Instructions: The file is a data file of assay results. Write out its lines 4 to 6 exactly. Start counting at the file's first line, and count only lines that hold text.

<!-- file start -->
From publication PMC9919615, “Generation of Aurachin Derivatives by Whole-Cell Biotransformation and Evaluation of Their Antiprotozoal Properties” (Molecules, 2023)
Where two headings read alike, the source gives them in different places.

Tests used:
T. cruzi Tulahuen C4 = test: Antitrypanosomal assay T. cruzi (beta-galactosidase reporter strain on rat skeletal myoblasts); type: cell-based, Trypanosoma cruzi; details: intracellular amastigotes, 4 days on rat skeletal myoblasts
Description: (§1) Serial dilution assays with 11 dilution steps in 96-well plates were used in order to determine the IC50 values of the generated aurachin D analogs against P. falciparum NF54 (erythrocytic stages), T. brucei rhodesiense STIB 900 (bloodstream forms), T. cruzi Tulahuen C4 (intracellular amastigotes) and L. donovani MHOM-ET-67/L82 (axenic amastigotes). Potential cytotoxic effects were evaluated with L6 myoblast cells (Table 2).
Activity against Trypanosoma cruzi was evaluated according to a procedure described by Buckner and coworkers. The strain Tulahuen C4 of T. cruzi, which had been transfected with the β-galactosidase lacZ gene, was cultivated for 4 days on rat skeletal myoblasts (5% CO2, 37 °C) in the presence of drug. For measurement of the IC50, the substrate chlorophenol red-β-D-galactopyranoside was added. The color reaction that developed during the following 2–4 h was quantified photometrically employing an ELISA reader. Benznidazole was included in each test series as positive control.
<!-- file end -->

T. cruzi Tulahuen C4 = test: Antitrypanosomal assay T. cruzi (beta-galactosidase reporter strain on rat skeletal myoblasts); type: cell-based, Trypanosoma cruzi; details: intracellular amastigotes, 4 days on rat skeletal myoblasts
Description: (§1) Serial dilution assays with 11 dilution steps in 96-well plates were used in order to determine the IC50 values of the generated aurachin D analogs against P. falciparum NF54 (erythrocytic stages), T. brucei rhodesiense STIB 900 (bloodstream forms), T. cruzi Tulahuen C4 (intracellular amastigotes) and L. donovani MHOM-ET-67/L82 (axenic amastigotes). Potential cytotoxic effects were evaluated with L6 myoblast cells (Table 2).
Activity against Trypanosoma cruzi was evaluated according to a procedure described by Buckner and coworkers. The strain Tulahuen C4 of T. cruzi, which had been transfected with the β-galactosidase lacZ gene, was cultivated for 4 days on rat skeletal myoblasts (5% CO2, 37 °C) in the presence of drug. For measurement of the IC50, the substrate chlorophenol red-β-D-galactopyranoside was added. The color reaction that developed during the following 2–4 h was quantified photometrically employing an ELISA reader. Benznidazole was included in each test series as positive control.